Each day at my internship, I learn something new. It sounds cliché, doesn’t it? “It’s different everyday!” And how many people who say that about their jobs really mean that? After all, how different can the same position really be, every single day? While I have many days that seem to run together, countless hours staring at the walls of the pediatric dental office waiting for clients, the case note database with its purple border and obnoxious font. Yet most work days provide me with some interaction that reminds me that I’ll be learning how to be a social worker until I retire.
Typically when I tell people that I work with refugees, they want to know where they are coming from. Last year, they came from about 54 different countries. We resettle and serve whomever the State Department sends our way. As you might imagine, this is difficult to plan for. Each group has unique languages, needs, and abilities. Because of this, not many days go by when I don’t learn of a new barrier facing refugees. When I walked in this morning, my supervisor was on a call, explaining to a school principal how many Africans find it difficult to tell time, as the sun sets and rises at the same time on the Equator. They relied on their shadows to get where they needed to go at the right time. And, of course, time has a completely different meaning cross-culturally, too. I then walked into my office and opened my email, where a co-worker had sent a reminder to check with parents on receiving acceptance letters to magnet schools. Each year, kids that have been accepted to a better school miss the opportunity to go because when their parents receive the admissions letter, they don’t know what it says.
Of course, our job is to help teach them these American regularities. But it takes time. And there are only so many things we can anticipate, only so much we can cram into our cultural orientation for new arrivals. Unfortunately, things fall through the cracks. I often stare out the window on my commute home, dreaming up systems we could create and institute to guard against these pitfalls. They would be complex by necessity, and difficult to implement with limited resources and staff. And as I start to mentally address that issue, and berate myself, thinking, “If I were just creative enough, I could figure this out!” I stop. And then I think, Am I even fighting the right battle?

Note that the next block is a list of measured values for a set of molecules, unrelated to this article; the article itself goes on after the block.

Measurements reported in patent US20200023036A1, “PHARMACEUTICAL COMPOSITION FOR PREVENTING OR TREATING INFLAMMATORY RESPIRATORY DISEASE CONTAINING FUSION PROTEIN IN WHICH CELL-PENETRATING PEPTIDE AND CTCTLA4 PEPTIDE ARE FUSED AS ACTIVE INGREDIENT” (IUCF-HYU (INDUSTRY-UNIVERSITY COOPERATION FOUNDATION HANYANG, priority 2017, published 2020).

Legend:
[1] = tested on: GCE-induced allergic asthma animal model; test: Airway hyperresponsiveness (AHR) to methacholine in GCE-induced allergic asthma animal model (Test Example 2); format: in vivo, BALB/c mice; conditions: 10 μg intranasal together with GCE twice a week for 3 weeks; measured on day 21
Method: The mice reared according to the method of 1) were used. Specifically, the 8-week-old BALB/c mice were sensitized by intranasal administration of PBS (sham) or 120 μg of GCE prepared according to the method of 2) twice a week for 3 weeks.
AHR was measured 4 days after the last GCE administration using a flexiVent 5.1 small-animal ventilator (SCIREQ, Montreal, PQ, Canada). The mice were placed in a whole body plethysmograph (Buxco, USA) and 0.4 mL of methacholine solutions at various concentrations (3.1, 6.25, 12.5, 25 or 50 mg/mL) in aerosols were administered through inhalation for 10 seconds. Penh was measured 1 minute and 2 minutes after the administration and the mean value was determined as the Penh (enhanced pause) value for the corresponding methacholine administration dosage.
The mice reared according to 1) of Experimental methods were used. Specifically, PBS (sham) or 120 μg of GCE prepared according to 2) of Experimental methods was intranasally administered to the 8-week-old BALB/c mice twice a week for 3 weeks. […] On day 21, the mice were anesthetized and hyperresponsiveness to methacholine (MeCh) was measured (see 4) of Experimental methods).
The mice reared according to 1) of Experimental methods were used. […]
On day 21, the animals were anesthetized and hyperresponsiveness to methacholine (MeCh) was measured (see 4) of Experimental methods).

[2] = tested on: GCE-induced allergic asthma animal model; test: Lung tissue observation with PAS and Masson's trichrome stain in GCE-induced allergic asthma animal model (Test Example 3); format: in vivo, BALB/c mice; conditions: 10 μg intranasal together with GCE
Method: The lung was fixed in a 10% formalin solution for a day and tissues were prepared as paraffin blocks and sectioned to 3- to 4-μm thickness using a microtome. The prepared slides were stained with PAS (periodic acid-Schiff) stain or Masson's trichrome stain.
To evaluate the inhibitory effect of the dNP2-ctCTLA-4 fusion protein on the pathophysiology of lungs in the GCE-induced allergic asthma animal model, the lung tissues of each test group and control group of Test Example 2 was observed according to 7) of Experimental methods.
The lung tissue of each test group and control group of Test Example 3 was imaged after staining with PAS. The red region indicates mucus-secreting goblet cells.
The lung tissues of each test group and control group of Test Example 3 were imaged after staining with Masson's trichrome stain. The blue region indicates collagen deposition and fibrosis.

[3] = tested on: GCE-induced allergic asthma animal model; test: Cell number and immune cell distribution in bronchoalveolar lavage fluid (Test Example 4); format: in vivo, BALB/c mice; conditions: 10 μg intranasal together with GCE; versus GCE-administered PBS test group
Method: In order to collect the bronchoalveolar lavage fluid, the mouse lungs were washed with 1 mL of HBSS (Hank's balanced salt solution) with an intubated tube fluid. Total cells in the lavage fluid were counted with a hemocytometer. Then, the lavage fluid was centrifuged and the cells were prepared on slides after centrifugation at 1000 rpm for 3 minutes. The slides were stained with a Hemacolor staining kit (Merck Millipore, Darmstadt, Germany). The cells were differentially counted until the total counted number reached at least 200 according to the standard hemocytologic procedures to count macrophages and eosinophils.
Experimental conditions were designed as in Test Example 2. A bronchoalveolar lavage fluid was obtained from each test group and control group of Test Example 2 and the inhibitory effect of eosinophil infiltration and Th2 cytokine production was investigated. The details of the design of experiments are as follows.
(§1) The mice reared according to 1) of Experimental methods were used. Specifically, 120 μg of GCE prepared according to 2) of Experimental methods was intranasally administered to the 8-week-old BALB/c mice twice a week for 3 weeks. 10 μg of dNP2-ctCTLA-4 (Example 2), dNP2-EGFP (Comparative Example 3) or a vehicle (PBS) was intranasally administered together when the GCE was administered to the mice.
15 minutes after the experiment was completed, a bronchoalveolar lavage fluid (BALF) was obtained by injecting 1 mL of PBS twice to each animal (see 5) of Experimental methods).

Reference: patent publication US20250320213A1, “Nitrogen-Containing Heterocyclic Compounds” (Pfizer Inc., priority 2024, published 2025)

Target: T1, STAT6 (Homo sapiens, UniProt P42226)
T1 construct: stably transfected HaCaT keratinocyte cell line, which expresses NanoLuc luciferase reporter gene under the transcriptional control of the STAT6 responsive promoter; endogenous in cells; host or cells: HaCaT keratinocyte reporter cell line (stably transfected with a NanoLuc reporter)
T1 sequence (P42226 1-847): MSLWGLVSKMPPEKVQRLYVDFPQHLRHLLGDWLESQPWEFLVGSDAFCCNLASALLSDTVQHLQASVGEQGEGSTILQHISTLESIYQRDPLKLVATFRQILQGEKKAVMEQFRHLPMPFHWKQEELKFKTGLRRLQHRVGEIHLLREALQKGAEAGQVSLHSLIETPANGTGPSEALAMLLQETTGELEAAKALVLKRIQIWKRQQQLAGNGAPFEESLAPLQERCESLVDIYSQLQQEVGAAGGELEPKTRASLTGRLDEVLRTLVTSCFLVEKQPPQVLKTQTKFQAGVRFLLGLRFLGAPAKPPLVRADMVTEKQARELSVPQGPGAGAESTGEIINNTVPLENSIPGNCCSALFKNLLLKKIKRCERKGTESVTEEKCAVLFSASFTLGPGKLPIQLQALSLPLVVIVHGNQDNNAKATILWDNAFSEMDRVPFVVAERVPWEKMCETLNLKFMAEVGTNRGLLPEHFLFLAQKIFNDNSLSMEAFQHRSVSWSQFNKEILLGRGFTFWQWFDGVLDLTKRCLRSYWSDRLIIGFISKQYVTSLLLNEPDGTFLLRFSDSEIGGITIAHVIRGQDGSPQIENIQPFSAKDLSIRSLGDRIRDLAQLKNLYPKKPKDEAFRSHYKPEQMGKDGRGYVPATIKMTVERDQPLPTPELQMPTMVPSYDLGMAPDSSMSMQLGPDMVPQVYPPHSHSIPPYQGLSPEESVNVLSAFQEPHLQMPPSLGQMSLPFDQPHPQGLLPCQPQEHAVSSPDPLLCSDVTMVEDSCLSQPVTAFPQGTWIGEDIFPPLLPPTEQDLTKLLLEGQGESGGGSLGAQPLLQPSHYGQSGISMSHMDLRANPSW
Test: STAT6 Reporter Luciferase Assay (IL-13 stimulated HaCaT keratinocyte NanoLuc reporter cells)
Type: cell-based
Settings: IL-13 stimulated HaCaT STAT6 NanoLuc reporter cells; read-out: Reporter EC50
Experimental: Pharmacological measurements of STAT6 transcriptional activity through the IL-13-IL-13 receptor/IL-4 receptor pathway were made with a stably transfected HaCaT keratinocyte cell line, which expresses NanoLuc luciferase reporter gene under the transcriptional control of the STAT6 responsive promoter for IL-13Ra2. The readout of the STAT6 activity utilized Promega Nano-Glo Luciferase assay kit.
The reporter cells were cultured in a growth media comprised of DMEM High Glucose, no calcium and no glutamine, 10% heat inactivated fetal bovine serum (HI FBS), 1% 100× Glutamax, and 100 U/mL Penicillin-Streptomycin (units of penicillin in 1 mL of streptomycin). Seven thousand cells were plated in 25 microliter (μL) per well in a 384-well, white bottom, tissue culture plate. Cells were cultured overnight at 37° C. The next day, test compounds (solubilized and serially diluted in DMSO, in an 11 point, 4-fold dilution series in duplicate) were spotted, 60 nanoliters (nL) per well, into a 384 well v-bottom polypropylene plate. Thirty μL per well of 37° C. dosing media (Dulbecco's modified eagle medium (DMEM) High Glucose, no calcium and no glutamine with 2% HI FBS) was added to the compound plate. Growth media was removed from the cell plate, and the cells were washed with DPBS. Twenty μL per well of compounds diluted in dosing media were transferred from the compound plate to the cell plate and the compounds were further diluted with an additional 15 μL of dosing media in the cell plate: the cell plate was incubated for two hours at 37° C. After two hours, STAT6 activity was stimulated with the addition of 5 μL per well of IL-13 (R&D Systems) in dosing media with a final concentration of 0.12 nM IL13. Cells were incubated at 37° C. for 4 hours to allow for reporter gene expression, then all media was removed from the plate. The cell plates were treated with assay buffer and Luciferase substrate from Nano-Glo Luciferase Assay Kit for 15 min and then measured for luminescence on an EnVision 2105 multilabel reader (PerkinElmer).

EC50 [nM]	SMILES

All social workers have to process the suffering we experience vicariously through our clients. What has been so acute about my experience working with refugees is that the problem feels so big. The reason this client is not doing well in school is not simple—she was ripped from her home country, forced to flee, or be killed. Sometimes when I am working through the minutiae, the lens pulls back and I see that this tiny moment was caused by a dictator, a civil war, a famine. And suddenly it feels as if there is nothing I can really do to help. I am a social worker who believes in prevention. If we can teach kids accurate sex education, for example, we won’t have to face an epidemic of teenage pregnancy. So I try to think about prevention of the issues I see plaguing refugees. And of course the answer is even more cliché than the platitude that began this piece: world peace. What refugees ultimately need is to not be refugees, but citizens safe in their homelands, with the opportunity to develop their lives as they see fit. To grow where they were planted.
So where does that leave me, as a practitioner? Do I leave refugee resettlement work for peace-building? Of course not. I can, and should, be working toward both. But I have to accept each day that I cannot eradicate the need for refugee resettlement. I am no match for all of the evil in the world. But I am a match for the everyday problems that face my clients. I can make today better for them. And I have to convince myself that today has to be enough.
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